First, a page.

VC and NVA breakthrough, or power raids, often caught the allies by surprise. In many cases allied defenders were unaware of the enemies presence until it was too late. Sometimes they could hear NVA and VC fire support elements digging weapons positions within fifty to one hundred yards of their perimeter just before an attack. What they did not not often realise was that those sounds meant that the enemy sappers had already begun to infiltrate and neutralize their base's barbed wire and mined approaches along a narrow front.
The defenders of the Base Camp usually came to realise that they were under attack only after heavy direct and indirect suppressive fires began to hit specific targets along and inside of, the defensive perimeter. Mortar, recoilless rifle, and machine gun fire was directed against selected bunkers and other defensive works. Other mortar fire fell on the interior of the position, discouraging deployment toward the threatened sector.
Supporting fires provided cover for a small breaching detachment, usually composed of elite sapper troops, which systematically breached all mine and wire barriers . Cutting narrow lanes in the defensive barrier, the sappers moved rapidly toward the nearest bunker or firing position, whose fire could command the breach. They destroyed bunkers with B-40 rockets, satchel charges and grenades.
Following on the heels of the sappers was the main assault force, running forward firing from the hip, straight for assigned objectives.
When attacking an enemy post or fire base, the NVA/VC were guided by a specific power raid doctrine;
the attacking force had to be superior to the defending force
the assault force concentrated its power along a single attack axis
surprise was valued over supporting fire
the main effort was concentrated against enemy weak points
The assault force was usually given a detailed battle order by their commander. The shock force was broken down into sub-units with each one assigned a specific task.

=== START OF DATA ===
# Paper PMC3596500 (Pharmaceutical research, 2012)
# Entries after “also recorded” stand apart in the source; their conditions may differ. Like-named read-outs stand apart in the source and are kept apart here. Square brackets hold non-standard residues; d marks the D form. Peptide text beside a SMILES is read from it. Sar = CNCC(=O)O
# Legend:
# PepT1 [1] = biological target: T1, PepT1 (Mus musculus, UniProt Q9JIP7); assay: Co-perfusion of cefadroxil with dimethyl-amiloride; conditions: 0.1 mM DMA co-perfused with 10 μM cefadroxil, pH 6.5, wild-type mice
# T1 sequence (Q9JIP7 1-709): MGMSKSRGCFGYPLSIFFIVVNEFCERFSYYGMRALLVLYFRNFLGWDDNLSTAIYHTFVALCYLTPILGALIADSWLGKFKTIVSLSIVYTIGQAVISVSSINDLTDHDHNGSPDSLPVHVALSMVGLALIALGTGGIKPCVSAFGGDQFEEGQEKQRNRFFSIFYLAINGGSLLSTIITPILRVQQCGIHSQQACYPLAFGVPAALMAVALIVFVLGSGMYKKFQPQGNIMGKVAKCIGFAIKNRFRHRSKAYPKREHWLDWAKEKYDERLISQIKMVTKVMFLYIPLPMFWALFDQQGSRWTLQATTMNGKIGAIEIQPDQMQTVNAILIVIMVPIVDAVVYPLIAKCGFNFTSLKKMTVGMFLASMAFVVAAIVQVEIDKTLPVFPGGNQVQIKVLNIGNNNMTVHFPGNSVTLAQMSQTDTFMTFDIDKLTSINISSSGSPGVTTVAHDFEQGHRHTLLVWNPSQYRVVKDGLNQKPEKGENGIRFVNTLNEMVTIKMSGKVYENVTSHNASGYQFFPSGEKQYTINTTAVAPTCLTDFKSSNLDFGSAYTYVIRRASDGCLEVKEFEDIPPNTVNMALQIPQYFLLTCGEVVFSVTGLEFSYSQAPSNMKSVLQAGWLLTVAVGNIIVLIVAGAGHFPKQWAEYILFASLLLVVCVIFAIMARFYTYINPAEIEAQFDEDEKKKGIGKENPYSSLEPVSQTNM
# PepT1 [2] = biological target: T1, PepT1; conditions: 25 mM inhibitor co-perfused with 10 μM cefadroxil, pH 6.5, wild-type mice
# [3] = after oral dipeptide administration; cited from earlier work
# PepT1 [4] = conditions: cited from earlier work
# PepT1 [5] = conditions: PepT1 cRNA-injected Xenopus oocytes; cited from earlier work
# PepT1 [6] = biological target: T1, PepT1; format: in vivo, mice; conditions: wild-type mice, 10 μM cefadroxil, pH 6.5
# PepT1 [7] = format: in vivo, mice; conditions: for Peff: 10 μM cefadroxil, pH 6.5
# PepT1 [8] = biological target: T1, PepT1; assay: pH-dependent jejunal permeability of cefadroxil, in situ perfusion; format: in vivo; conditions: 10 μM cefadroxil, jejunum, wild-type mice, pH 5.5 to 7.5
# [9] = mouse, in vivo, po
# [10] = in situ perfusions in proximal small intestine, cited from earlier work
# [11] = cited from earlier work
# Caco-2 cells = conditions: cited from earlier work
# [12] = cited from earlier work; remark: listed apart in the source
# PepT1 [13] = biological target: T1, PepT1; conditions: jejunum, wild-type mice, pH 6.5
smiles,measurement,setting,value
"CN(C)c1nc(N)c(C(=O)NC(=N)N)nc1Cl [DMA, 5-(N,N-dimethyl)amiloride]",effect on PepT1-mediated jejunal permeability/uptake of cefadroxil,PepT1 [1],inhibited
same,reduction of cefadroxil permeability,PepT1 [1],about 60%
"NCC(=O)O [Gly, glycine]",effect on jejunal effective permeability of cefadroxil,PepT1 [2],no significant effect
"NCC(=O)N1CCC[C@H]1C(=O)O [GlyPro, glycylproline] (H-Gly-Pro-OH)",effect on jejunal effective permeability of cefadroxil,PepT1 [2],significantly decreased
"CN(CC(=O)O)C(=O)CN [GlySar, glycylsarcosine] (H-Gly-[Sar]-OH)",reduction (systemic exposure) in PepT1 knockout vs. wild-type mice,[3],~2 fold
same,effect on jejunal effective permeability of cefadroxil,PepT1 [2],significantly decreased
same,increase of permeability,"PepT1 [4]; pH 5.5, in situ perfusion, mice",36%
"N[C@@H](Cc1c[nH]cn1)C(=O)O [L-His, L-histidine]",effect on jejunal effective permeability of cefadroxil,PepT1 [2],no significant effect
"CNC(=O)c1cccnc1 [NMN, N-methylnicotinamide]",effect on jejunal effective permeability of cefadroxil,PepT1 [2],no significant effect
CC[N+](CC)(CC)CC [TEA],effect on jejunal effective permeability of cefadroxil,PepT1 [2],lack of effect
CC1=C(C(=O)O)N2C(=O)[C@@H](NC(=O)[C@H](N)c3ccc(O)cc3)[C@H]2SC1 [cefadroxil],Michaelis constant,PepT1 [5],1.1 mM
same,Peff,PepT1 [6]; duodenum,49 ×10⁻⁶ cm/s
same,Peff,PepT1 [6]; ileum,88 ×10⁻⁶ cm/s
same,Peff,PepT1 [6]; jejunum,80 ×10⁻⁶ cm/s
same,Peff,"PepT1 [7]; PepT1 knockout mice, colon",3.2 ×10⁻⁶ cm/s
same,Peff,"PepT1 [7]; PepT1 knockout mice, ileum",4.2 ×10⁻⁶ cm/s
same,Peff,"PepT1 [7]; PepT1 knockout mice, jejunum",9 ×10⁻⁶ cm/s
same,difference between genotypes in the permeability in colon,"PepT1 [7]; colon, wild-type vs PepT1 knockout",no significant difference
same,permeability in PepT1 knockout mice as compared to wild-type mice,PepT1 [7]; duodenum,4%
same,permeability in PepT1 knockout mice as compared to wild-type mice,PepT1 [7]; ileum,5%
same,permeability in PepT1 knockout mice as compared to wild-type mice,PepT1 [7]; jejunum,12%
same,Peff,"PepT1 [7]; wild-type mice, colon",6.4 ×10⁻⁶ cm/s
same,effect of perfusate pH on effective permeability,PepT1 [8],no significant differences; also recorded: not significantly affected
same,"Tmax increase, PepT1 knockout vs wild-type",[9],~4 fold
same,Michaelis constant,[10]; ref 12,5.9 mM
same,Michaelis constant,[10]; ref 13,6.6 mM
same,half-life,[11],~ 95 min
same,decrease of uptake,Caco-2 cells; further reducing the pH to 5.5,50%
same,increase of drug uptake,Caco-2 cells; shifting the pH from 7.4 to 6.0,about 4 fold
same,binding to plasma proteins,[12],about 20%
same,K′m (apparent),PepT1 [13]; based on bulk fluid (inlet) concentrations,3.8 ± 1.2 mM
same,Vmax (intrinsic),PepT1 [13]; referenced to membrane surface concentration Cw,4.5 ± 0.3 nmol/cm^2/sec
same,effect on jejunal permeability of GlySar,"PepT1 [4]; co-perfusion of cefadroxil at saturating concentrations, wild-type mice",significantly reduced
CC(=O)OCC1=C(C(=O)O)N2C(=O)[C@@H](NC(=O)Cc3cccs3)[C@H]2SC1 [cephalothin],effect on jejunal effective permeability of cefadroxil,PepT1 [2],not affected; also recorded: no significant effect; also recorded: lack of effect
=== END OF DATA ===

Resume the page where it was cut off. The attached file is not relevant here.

Most attacks were undertaken in darkness to impede the technological advantages of US fire-support and mobility.
The power raid assault force usually included two elements.
An attack force which was further subdivided into three offensive elements (breach, shock and reserve) and two supporting elements (fire support and porters).
An ambush force whose mission was to destroy relief columns. In many cases the ambush element was larger and had the primary mission.
The breach group was usually composed of sappers armed with explosives and B-40 rockets. They began to surreptitiously clear and mark paths through the enemy wire and minefields before the attack started. Their mission was to get the shock group through the enemy mine and wire belt.
If the breach group was discovered before it had time to clear paths through enemy obstacles, all support weapons would cover it until the breaching mission was accomplished. After paths were cleared through the enemy defensive belt, the breach group would lead the charge forward and assist in destroying specified targets.
Sappers of the breach group usually had two missions;
Prepare openings in the barbed-wire and mine fields for the main assault units
Blow up specified targets inside the enemy base.